Tech layoffs noticeably dipped in April, according to new data.
Layoffs.fyi, which crowdsources layoff data, suggests that tech layoffs (and the number of companies laying off tech professionals) have declined steadily since a high in January 2023. Some of the tech companies that unleashed the biggest layoffs in April included Dropbox (which cut roughly 500 employees) and Lyft (more than 1,000 employees). Here’s a visualization of the long-term layoff trend:
It’s important to keep in mind that the number of tech layoffs can fluctuate wildly from month to month, especially if a tech giant like Google or Meta decides to cut thousands (or even tens of thousands) of jobs. In other words, it’s anyone’s guess whether the overall number of layoffs will continue to decline—or swing upwards again. According to a recent report from Revelio Labs (which used data from layoffs.fyi as well as Parachute List), software engineers represent 19.3 percent of all laid-off tech industry employees over the past 12 months, followed by recruiters (4.6 percent), QA testers (3.7 percent), product managers (2.8 percent), and web developers (2.3 percent).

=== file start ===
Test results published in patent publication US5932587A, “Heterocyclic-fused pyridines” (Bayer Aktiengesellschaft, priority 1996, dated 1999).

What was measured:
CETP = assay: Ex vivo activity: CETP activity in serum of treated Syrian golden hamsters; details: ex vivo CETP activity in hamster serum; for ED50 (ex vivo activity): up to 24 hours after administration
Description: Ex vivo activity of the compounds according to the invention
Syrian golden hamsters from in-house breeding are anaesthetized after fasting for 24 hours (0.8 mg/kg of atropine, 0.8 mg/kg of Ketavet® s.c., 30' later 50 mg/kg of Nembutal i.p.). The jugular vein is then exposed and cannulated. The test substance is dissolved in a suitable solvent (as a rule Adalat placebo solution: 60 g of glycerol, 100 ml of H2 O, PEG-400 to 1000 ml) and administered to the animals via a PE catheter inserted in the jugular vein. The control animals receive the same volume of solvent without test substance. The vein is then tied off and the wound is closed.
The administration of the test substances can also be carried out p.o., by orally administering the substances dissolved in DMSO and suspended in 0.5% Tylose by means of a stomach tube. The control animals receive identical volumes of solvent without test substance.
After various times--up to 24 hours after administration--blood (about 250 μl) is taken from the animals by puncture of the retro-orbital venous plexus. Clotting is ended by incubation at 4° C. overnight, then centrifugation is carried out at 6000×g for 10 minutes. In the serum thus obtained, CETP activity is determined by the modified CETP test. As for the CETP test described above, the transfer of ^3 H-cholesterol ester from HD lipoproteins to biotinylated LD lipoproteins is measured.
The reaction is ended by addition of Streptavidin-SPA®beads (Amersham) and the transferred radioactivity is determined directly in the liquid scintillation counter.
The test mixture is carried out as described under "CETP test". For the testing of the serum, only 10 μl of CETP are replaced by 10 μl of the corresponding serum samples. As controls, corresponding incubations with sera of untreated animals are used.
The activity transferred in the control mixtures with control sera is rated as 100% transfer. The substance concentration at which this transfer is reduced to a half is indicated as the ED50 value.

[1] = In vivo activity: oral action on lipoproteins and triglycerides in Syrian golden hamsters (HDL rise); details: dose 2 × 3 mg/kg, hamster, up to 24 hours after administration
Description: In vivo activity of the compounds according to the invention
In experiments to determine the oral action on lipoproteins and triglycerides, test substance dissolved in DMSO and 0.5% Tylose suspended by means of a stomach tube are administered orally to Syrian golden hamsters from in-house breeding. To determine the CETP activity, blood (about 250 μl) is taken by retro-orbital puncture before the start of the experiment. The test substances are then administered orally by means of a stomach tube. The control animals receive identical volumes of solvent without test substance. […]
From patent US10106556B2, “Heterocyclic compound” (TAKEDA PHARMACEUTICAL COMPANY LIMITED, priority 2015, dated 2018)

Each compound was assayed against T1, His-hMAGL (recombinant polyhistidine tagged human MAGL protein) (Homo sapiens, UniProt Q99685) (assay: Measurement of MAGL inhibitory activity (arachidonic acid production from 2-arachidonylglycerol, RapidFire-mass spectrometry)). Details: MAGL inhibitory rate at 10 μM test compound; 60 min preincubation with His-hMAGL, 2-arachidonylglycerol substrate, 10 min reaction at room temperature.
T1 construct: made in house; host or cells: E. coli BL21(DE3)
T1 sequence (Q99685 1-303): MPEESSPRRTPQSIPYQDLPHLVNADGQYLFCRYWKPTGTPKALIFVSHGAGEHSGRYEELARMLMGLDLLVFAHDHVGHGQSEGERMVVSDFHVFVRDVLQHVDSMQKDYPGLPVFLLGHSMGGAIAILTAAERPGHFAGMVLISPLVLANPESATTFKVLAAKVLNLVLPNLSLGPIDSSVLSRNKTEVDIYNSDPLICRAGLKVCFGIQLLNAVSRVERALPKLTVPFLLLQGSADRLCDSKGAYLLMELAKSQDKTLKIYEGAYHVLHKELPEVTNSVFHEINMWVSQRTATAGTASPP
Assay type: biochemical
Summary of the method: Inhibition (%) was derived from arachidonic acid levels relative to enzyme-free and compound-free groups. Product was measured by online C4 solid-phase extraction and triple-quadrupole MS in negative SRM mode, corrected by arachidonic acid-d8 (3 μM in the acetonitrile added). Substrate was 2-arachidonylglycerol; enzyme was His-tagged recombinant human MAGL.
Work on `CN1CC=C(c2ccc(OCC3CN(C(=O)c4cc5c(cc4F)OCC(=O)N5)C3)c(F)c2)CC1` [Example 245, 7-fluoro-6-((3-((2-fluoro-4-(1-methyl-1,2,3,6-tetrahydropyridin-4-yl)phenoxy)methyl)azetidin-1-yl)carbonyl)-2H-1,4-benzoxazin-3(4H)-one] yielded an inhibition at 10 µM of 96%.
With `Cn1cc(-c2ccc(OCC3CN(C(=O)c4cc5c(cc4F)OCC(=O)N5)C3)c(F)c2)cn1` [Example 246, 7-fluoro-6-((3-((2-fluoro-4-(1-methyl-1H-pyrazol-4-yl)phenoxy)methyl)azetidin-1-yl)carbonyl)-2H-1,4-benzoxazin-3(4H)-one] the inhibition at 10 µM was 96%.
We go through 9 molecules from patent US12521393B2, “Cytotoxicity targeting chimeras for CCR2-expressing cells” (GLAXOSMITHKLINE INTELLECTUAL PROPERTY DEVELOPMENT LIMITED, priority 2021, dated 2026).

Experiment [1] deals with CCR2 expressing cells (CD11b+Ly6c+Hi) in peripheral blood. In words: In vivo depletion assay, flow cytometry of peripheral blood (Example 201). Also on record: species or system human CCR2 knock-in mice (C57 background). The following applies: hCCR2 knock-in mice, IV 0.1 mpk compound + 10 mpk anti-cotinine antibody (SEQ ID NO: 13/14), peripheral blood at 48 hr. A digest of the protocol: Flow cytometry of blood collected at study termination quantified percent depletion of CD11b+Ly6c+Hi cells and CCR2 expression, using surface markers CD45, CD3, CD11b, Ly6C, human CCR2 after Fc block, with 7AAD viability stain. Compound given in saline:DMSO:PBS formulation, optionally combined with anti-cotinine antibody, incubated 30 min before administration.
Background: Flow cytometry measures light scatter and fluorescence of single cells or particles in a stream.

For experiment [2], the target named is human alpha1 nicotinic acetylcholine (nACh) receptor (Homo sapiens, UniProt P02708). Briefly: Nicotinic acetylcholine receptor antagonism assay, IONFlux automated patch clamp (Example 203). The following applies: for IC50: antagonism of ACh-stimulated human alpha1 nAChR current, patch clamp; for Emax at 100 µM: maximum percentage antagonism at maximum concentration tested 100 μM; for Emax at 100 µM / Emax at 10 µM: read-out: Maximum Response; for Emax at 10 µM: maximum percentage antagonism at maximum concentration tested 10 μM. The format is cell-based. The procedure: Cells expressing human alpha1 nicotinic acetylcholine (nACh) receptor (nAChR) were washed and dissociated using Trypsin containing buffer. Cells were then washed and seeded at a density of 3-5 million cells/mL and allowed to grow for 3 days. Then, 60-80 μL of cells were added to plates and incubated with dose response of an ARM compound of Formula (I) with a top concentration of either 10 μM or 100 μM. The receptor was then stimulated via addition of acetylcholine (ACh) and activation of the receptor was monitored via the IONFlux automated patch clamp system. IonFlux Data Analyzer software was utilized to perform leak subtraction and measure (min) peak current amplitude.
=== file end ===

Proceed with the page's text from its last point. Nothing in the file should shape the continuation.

Despite the layoffs, however, companies are still hiring. Although executives everywhere fear that a recession could impact hiring throughout the rest of 2023, 71 percent of HR professionals surveyed by CompTIA said they were hiring for growth; 52 percent were continuing to backfill hire. “Hiring continues to be driven by the pursuit of cutting-edge skills that can help organizations gain or maintain their competitive edge,” added the organization’s Workforce and Learning Trends 2023 report.
The tech unemployment rate remained steady at 2.2 percent in March, according to the latest U.S. Bureau of Labor Statistics (BLS) data as analyzed by CompTIA. In-demand roles include data scientists and analysts, cybersecurity analysts and engineers, software developers and engineers, QA testers, and more. Although news of layoffs is scary, always keep in mind that organizations across multiple industries remain hungry for all kinds of tech talent.